Richard Edden

  MRS of Lactate

  Spinal Cord MRSI


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Lactate is often elevated in brain ischemia, mitochondrial diseases and other neurological disorders. In in vivo proton spectroscopy, the methyl signal of lactate (at 1.3 ppm) may sometimes be difficult to distinguish from overlapping lipid signals. One way to differentiate lactate from lipid is to use echo times (TE) of 136-144 msec (1/J, J~7 Hz), where, under ideal conditions, the lactate methyl doublet will be inverted due to evolution of the scalar coupling. However, at high magnetic field strengths, the chemical shift difference between the lactate methyl and methine (CH) resonances may become similar to the bandwidth of the slice selective pulses used for spatial localization. This alters the modulation of the lactate methyl group, often resulting in inefficient inversion and detection. This abstract presents theoretical and experimental results that demonstrate that lactate detection can be optimized by trimming the PRESS-excited volume with outer-volume suppression (OVS) pulses.

Single-voxel PRESS spectroscopy (3x3x3 cm) and MRSI (28x28 resolution) of a 5mM lactate and 12.5 mM NAA phantom were performed on a Philips Intera 3T system with a transmit-receive head coil. RF pulses were transmitted with a maximum field of 20 mT. Spectra were acquired at an echo time of 144 ms (TE1 = 30, TE2 = 114 ms) and a recycle time of 2000 ms. Refocusing was achieved with 10 ms sinc-Gaussian pulses of bandwidth 900 Hz.

The evolution of the lactate methyl spins can be modeled by assuming that the lactate methine resonance (4.1 ppm) experiences both (Figure 1a), either or neither 180° refocusing pulse. The relative size of the four regions is determined by the bandwidth of the RF pulses and the chemical shift difference between the lactate resonances (360 Hz at 3T) and a single voxel spectrum can be modeled as the weighted sum of the four individual multiplets, shown Figure 1b. A PRESS MRSI experiment (Figure 1c) demonstrates the heterogeneity of the lactate signal excited and spectra (Figure 1d), extracted from the voxels marked in 1c, agree well with the model spectra. By enlarging the PRESS volume and suppressing regions B, C and D with high-bandwidth, slice-selective saturation pulses, a single-voxel spectrum of region A can be acquired. Because the coupling evolution is homogenous throughout that volume, losses of signal intensity due to the chemical-shift artifact are avoided.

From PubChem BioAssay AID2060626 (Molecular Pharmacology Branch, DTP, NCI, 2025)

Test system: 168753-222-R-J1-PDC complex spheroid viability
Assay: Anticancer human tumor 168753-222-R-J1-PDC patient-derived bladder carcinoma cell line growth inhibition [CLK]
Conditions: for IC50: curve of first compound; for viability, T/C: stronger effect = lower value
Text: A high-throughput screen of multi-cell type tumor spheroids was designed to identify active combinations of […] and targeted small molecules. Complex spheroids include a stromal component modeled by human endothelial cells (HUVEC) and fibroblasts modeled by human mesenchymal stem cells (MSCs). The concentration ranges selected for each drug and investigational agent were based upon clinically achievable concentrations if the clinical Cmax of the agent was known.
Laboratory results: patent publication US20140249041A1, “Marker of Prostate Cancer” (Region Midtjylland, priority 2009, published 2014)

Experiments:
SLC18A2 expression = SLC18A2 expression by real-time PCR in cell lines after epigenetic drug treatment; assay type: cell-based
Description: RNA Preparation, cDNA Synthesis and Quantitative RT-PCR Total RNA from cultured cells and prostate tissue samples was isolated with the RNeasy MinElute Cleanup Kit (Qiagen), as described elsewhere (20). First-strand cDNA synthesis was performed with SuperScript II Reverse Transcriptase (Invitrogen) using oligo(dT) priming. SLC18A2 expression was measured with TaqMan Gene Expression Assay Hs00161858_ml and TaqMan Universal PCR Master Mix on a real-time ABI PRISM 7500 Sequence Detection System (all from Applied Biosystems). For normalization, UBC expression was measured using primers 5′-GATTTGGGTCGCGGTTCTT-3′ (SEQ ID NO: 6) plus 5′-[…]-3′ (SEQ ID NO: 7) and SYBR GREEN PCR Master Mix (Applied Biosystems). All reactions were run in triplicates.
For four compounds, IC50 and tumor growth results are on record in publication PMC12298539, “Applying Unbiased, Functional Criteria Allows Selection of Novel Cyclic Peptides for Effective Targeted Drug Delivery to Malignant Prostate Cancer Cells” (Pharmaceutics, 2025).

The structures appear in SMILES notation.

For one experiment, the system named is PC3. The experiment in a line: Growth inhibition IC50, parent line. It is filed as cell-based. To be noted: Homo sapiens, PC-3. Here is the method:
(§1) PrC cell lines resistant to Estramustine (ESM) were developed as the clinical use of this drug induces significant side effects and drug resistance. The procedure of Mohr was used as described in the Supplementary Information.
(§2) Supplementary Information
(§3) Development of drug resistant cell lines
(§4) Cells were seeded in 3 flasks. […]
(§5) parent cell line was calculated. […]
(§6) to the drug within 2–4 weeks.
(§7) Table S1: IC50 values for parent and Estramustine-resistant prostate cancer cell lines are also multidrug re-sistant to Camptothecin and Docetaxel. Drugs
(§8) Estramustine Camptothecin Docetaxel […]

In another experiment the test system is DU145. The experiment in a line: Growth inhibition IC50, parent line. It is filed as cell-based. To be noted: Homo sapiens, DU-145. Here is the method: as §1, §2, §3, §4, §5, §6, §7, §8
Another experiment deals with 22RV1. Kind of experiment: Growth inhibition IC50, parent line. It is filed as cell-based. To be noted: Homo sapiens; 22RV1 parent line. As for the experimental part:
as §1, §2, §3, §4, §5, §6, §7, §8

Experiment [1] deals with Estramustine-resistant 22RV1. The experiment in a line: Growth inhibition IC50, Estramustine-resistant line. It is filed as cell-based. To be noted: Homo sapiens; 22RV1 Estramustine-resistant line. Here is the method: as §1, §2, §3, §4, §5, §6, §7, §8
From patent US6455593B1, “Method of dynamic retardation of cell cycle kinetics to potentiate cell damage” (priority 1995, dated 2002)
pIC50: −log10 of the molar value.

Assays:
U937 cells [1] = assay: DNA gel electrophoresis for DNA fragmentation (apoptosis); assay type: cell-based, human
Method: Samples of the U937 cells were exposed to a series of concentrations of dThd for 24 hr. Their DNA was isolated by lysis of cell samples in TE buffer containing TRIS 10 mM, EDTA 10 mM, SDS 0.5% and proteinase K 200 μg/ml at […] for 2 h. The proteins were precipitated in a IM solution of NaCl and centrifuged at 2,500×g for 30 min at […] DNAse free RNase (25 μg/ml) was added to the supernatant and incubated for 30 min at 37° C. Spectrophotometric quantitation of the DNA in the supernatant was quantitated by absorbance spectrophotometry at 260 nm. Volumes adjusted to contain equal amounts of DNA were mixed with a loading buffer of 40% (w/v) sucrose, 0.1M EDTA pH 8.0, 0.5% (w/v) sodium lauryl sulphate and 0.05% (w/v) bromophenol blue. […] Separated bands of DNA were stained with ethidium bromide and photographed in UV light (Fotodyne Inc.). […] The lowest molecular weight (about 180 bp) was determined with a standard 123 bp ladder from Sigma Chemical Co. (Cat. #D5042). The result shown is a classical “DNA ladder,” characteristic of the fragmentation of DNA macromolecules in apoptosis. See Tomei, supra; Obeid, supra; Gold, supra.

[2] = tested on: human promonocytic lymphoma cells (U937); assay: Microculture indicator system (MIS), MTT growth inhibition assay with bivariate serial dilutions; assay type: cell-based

The spectrum shown above (far left) was acquired using traditional PRESS localization. The predicted signal attenuation is 80%, but the actual loss is 87%. The poor phase of the lactate peak and the additional signal loss are due to ‘edge’ effects, caused by the non-rectangular profile of the slice-selective pulses. The corresponding spectrum (centre left) was acquired using an enlarged PRESS volume with saturation pulses applied to suppress signal from regions B, C and D. There is a sevenfold improvement in signal intensity, with loss of only 4%, as measured against the integral of the NAA peak.

The PRESS-IVS method was applied to a stroke patient, with significant improvement seen in the intensity of the inverted lactate signal (far right).

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